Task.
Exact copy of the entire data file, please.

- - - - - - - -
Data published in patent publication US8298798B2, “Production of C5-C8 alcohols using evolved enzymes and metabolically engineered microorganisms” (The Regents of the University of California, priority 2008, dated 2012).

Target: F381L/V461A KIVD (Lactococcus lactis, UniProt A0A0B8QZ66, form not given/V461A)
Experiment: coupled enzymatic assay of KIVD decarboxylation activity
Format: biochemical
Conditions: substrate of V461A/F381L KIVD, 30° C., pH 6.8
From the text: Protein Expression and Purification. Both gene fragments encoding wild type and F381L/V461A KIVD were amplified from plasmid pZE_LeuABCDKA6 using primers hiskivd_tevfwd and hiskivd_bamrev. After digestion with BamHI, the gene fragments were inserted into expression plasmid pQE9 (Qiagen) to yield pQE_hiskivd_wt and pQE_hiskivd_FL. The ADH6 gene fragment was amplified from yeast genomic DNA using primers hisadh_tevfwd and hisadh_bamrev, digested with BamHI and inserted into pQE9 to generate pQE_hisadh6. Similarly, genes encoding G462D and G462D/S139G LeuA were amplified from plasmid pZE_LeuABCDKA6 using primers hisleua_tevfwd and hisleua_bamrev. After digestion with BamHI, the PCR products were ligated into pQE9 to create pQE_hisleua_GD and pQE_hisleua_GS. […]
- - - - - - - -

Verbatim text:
Data published in patent publication US8298798B2, “Production of C5-C8 alcohols using evolved enzymes and metabolically engineered microorganisms” (The Regents of the University of California, priority 2008, dated 2012).

Target: F381L/V461A KIVD (Lactococcus lactis, UniProt A0A0B8QZ66, form not given/V461A)
Experiment: coupled enzymatic assay of KIVD decarboxylation activity
Format: biochemical
Conditions: substrate of V461A/F381L KIVD, 30° C., pH 6.8
From the text: Protein Expression and Purification. Both gene fragments encoding wild type and F381L/V461A KIVD were amplified from plasmid pZE_LeuABCDKA6 using primers hiskivd_tevfwd and hiskivd_bamrev. After digestion with BamHI, the gene fragments were inserted into expression plasmid pQE9 (Qiagen) to yield pQE_hiskivd_wt and pQE_hiskivd_FL. The ADH6 gene fragment was amplified from yeast genomic DNA using primers hisadh_tevfwd and hisadh_bamrev, digested with BamHI and inserted into pQE9 to generate pQE_hisadh6. Similarly, genes encoding G462D and G462D/S139G LeuA were amplified from plasmid pZE_LeuABCDKA6 using primers hisleua_tevfwd and hisleua_bamrev. After digestion with BamHI, the PCR products were ligated into pQE9 to create pQE_hisleua_GD and pQE_hisleua_GS. […]